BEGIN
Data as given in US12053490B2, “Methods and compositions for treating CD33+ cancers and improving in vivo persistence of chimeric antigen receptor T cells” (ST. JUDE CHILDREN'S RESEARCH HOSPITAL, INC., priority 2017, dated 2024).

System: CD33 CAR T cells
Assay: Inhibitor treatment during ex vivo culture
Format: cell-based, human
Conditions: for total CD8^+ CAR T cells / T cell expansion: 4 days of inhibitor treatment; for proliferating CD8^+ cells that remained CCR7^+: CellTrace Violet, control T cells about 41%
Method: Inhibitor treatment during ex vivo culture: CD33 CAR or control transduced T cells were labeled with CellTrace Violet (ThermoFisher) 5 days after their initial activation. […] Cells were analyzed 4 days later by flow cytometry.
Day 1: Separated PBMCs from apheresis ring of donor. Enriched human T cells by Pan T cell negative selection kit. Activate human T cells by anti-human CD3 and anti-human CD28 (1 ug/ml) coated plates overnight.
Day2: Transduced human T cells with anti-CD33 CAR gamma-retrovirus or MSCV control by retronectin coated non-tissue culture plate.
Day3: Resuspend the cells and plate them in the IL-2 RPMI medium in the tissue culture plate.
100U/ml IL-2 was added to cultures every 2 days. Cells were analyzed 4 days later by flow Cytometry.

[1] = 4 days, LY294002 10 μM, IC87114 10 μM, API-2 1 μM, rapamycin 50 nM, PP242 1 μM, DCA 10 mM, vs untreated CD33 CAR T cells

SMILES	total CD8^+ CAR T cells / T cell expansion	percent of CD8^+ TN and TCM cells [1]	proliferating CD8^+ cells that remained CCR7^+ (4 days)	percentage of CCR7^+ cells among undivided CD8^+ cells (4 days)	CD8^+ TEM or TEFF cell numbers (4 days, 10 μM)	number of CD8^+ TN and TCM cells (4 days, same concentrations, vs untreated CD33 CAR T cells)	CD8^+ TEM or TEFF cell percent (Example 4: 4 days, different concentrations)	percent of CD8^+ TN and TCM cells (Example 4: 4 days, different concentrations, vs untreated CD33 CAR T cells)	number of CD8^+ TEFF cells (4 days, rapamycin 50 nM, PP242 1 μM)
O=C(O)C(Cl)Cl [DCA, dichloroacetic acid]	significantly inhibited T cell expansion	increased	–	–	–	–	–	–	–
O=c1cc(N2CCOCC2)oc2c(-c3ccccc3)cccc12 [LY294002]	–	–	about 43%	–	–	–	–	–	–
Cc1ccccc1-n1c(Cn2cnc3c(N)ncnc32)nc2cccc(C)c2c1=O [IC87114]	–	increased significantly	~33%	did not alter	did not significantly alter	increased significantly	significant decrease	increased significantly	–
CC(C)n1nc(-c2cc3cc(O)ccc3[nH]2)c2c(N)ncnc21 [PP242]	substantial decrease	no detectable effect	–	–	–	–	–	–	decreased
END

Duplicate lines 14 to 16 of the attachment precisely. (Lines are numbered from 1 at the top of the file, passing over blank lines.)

O=c1cc(N2CCOCC2)oc2c(-c3ccccc3)cccc12 [LY294002]	–	–	about 43%	–	–	–	–	–	–
Cc1ccccc1-n1c(Cn2cnc3c(N)ncnc32)nc2cccc(C)c2c1=O [IC87114]	–	increased significantly	~33%	did not alter	did not significantly alter	increased significantly	significant decrease	increased significantly	–
CC(C)n1nc(-c2cc3cc(O)ccc3[nH]2)c2c(N)ncnc21 [PP242]	substantial decrease	no detectable effect	–	–	–	–	–	–	decreased